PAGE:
“When you look at these job numbers, tax cuts for those who create jobs can really help,” Fluharty said.
He went on to rip Markell for spending so much time campaigning in other states while people in Delaware are hurting with the poor economy.
Not to put too fine a point on it, but this sort of dialogue from both sides and “win the day” conversation was repeated on a local level across America and is likely to continue for the next three months.
The problem, though, is that neither party has clean hands when it comes to the current economic mess. Elected officials in both parties seem to think voters have a short memory about how many times they ducked solving tough issues from entitlements to defense spending. Instead, they have often just passed the buck downstream to the states, which in turn have passed them down to counties, school districts and municipalities — a little bit of a twist on the theory of “trickle-down economics.”
One hopes, probably in vain, that some sort of substantive conversation can take place about the future. But, to be honest, it seems like we’re in for another fall season of one-upmanship.
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In terms of that, at least to some extent, I’m looking for reader guidance regarding the missives sent to us by varying political groups and campaigns. Most don’t really fit into our normal editorial package here and yet, I’m bothered in not finding a way to offer them.
Would there be interest in a weekly collection of the political and campaign releases and statements issued, reprinted as sent without editing? While we never lack for space, editing and formatting of content takes some time, so generally, we haven’t been publishing everything — but we could just copy and paste the info, once weekly, to give you a fuller, unvarnished sense of what is being said by parties and candidates.
I’d like your thoughts — either comment on the end of this column, or send me an email at email@example.com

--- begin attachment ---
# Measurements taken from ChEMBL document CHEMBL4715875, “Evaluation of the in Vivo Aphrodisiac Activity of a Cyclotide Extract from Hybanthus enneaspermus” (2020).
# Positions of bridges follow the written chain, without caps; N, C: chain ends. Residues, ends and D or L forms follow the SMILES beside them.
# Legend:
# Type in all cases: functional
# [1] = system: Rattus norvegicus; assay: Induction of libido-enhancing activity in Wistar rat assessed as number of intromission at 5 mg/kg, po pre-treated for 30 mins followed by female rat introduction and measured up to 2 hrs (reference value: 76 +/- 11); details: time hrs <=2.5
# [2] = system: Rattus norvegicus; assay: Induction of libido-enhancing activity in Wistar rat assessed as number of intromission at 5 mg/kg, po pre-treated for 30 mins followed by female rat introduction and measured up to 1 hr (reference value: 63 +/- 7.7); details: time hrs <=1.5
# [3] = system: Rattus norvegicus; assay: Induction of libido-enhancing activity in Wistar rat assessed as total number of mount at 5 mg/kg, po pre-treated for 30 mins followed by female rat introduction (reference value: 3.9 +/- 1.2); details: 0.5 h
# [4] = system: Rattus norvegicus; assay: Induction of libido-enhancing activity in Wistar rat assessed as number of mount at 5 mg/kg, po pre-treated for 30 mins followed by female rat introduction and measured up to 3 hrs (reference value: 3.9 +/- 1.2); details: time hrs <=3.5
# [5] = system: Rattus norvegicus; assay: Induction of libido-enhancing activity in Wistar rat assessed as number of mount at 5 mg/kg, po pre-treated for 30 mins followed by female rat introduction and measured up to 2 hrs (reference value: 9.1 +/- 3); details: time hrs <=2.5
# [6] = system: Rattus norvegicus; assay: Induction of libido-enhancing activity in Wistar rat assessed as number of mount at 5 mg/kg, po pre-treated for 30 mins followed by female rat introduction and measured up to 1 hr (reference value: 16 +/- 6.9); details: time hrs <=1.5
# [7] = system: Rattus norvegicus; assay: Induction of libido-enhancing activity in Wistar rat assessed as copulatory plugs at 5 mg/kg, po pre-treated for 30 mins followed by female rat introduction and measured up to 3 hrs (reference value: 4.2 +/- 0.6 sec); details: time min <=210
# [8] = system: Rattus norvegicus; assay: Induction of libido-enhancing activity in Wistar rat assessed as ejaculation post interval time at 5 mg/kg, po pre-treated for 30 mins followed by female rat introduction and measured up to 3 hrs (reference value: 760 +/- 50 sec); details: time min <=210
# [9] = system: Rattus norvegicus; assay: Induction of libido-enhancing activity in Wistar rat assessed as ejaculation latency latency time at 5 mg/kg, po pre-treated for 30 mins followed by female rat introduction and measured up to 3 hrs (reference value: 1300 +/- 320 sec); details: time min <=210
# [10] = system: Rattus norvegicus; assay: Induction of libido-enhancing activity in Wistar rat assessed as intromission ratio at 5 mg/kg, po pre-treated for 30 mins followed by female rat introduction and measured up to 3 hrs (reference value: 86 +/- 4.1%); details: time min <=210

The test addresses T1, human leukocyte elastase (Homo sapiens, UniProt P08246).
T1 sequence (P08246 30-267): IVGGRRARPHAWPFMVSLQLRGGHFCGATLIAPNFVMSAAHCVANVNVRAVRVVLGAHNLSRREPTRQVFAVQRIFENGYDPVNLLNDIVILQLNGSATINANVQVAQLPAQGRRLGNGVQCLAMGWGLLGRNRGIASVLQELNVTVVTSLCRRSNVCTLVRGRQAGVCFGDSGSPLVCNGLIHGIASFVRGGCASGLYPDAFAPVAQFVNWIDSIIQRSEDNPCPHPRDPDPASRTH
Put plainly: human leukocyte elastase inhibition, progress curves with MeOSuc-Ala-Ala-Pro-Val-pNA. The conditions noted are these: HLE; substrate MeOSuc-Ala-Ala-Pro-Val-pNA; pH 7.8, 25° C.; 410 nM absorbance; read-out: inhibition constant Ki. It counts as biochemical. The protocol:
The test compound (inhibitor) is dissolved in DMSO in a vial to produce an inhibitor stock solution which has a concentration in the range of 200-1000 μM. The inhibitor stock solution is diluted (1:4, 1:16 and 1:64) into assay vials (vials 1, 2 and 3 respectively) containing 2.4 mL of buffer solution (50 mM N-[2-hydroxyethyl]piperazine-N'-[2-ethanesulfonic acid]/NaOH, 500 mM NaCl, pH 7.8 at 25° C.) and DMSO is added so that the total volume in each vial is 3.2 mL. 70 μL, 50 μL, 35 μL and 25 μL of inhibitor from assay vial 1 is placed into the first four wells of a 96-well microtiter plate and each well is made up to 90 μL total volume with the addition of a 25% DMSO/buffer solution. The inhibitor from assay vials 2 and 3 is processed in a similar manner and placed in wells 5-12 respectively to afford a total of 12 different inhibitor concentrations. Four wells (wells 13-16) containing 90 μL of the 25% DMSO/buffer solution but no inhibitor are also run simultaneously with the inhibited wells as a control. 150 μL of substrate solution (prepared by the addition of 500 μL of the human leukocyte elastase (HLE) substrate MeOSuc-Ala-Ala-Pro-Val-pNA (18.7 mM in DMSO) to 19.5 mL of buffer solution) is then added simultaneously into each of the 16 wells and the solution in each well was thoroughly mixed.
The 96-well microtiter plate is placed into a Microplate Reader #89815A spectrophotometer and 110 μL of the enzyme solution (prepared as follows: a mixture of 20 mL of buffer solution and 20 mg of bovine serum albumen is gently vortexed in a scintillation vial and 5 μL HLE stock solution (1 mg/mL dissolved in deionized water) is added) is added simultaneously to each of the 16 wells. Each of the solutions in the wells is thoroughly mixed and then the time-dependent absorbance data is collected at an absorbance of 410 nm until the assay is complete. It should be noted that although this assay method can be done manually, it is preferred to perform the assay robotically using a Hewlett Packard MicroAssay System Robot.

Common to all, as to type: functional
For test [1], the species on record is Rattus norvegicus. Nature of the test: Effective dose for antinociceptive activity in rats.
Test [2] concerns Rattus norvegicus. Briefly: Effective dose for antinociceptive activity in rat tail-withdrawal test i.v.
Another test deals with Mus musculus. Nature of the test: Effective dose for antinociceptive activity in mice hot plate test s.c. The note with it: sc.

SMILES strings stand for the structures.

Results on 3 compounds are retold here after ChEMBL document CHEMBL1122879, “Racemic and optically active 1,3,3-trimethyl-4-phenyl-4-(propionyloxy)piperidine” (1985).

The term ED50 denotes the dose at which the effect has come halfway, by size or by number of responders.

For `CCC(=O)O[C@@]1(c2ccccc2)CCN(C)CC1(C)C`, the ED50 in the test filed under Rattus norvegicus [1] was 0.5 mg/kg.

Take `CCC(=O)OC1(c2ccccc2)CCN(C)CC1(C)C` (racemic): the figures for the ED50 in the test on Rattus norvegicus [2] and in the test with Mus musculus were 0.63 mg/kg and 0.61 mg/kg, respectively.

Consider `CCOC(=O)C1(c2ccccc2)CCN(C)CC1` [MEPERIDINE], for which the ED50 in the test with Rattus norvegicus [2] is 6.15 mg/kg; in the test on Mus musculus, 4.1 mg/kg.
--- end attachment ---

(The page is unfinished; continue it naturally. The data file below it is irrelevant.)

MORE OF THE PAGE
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West Marlborough became the fourth Unionville-Chadds Ford School District Community to institute an earned income tax. With four of seven now already collecting the tax, are we close to a tipping point that signals to the school district that the time for its own EIT has come?
Personally, I tend to think that EITs are a very regressive tax and fall unfairly on workers and less so on the wealthiest people in our community. But, while I think it’s probably out of place as a municipal tax and far too easy to abuse (see Kennett Township), one can make a more nuanced argument for it when it comes to schools.
For a school district, an EIT falls more on families likely to have kids in school and less likely to fall on retired folks with fixed incomes. It can be used, as is the case in the Kennett Consolidated School District, to smooth out property tax hikes.
While until now, an EIT has met with little in the way of enthusiasm by school board members (seeing it as politically dicey at best), with a majority of municipalities in the school district now collecting the tax, I’d be very surprised not to see a closer look taken at adopting an EIT in the coming months.
And of course, with all of last Monday night’s discussion about “unintended consequences” — that one vote could lead to a fairly large tax increase not just in West Marlborough, but across the school district.
Think of it as the local government equivalent of “the Butterfly Effect.”